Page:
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Buoyant builders fail to prop up FTSE as oil falls

A late drop in oil prices saps energy stocks and pushes FTSE 100 into the red, though house builder Bellway boosts sentiment.

 
Buoyant builders fail to prop up FTSE as oil falls
 

A late drop in the oil price sapped energy stocks and pushed the FTSE 100 into the red this afternoon, offsetting a rally in housebuilders.

The blue chip index closed 26 points or 0.3% lower at 7,474 with miners such as Anglo American (AAL) and Glencore (GLEN) joining BP (BP) and Royal Dutch Shell (RDSb) on the list of big fallers.

Reports that US crude inventories were still increasing pushed Brent crude futures $1.73 down at $46.99 with West Texas crude futures sliding a similar amount to $44.77 a barrel.

The fall in oil stocks took some of the shine off a good day for mid-cap stocks, with the FTSE 250 index closing 115 points or 0.6% higher at 19,974, having earlier been up 163 points as it extended its recovery from last Friday's shock election result..

A positive update from Bellway boosted housebuilders and helped the mid-cap rally but the pound slipped following a slide in wage growth that showed the growing pressures on consumers and the UK economy.

Bellway (BWY) was among the leaders, gaining nearly 6% to £29.74 after upgrading its guidance for the year and reporting strong sales, saying the political uncertainty before the election had not deterred buyers of new homes.

‘BWY shares are back challenging the £30 mark and all-time highs posted back in May. Today’s gains extend last week’s bounce and add yet more positive technical signals. The shares remain within a rising channel going back to late last summer which could yet usher them to £31 or better, said Mike van Dulken, head of research at Accendo Markets.

Bellway’s statement bolstered its big rivals with Barratt Developments (BDEV) climbing to the top of the FTSE 100 with a 3.2% gain to 594p.

The FTSE Small Cap index also shed earlier gains to close three points down at 5,627. Star of the show was St Ives (SIV) which shot up 34% to 12.5p as the printer and marketing services group reassured investors over its strategic review. It said revenues in the first four months of the second half of its year were up 12% on a year ago, giving it the cash flow to further reduce debt. Broker N+1 Singer upgraded the stock to ‘buy’ from ‘hold’.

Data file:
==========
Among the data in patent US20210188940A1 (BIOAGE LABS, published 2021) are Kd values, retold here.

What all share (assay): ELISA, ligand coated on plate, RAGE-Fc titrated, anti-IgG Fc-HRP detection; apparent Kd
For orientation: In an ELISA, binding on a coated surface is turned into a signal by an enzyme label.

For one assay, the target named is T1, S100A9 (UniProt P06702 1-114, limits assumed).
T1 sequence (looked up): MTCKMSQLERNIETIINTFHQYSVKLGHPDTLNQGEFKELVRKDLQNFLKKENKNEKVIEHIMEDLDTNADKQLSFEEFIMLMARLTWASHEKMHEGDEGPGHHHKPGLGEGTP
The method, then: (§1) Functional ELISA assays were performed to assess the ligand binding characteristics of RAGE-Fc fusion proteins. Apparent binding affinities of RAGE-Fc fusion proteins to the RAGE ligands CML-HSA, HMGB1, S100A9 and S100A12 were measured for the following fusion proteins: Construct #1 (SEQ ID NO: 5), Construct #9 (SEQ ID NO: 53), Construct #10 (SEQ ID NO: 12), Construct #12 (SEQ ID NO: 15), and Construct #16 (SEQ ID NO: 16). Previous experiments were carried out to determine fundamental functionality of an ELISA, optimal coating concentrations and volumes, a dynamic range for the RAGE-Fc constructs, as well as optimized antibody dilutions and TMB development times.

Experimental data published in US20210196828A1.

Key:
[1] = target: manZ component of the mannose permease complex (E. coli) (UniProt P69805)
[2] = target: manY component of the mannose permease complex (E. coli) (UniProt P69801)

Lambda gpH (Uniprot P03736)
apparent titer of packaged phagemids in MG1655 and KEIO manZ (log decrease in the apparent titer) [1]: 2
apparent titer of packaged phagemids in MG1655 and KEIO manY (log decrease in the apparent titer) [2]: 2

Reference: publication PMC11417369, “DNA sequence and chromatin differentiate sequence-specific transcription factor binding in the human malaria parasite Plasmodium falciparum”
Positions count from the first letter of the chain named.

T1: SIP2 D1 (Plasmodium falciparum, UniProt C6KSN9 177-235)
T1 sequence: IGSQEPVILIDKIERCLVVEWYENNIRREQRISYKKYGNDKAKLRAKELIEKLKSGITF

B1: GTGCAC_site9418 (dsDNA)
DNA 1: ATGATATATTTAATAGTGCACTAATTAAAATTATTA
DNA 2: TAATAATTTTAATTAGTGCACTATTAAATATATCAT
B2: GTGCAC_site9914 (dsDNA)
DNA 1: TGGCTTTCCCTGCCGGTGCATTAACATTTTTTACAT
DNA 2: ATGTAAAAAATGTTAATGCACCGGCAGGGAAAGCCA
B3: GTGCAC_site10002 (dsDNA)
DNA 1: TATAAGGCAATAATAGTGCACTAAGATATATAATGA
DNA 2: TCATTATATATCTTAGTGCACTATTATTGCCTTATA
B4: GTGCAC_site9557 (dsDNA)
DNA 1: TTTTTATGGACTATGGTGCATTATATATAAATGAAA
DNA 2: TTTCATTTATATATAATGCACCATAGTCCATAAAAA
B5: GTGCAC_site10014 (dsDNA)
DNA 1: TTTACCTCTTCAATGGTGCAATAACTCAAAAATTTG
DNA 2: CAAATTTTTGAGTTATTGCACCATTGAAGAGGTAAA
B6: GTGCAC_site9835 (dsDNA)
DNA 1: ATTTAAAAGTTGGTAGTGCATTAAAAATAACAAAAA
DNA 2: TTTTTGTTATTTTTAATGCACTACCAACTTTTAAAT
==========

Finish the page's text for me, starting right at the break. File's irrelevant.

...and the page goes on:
The positive tone of the UK stock market came after the US hit fresh highs as technology stocks recovered from their recent sell-off and as investors anticipated a further 0.25% interest rate rise by the Federal Reserve. The decision will be announced at 6pm this evening UK time.

The pound ebbed and flowed, initially shedding some of yesterday’s gains with a 0.2% slip to $1.2725 against the dollar after mixed UK labour market data.

While the number of employed people rose 109,000 in the three months to April, pushing unemployment to a record low of 4.6%, the Office for National Statistics said wages had grown at just 1.7% in the period, its weakest since January 2015 and down a percentage point since November.

‘Coming fast on the heels of data showing consumer prices rising at an annual rate of 2.9%, the fastest for four years, such meagre wage growth suggests that pay is falling in real terms,’ said Chris Williamson, chief business economist at HIS Markit.

‘The drop in real pay adds to worries about the economic outlook. Recent official and survey data have already shown consumer spending coming under strain as households feel the pinch from rising prices and low pay. Today’s data will add further to the likelihood of consumer spending acting as a drag on the economy in coming months, leaving growth largely dependent on exports, corporate services and business investment,’ he added.

The pound later recovered to trade 0.4% up against the dollar at $1.2804.

2 comments so far. Why not have your say?

Hotrod

Jun 14, 2017 at 12:43

The house build story is a "no brainer" The country has a severe shortage of housing stock all the more exacerbated by the, as yet, unstoppable rise in immigration.

The question in my mind is: How many of the new immigrants arriving are ready, willing, and able to be trained in the trades needed to build houses? Without a substantial increase in skilled tradesmen the deficit is never going to be addressed.

As regards affordability, I'm not too concerned. The market has consistently shown the people will move Heaven as well as earth in order to buy their own home.

People are spending less in the shops. Yes; that could well be the case, but it might not be due entirely to a lack of disposable income, you have to factor in the fact that consumer durables have become just that. More durable.

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Christopher

Jun 15, 2017 at 11:20

A lot of our builders were from eastern Europe and many are going home. More folly from Brexit coming home to roost.

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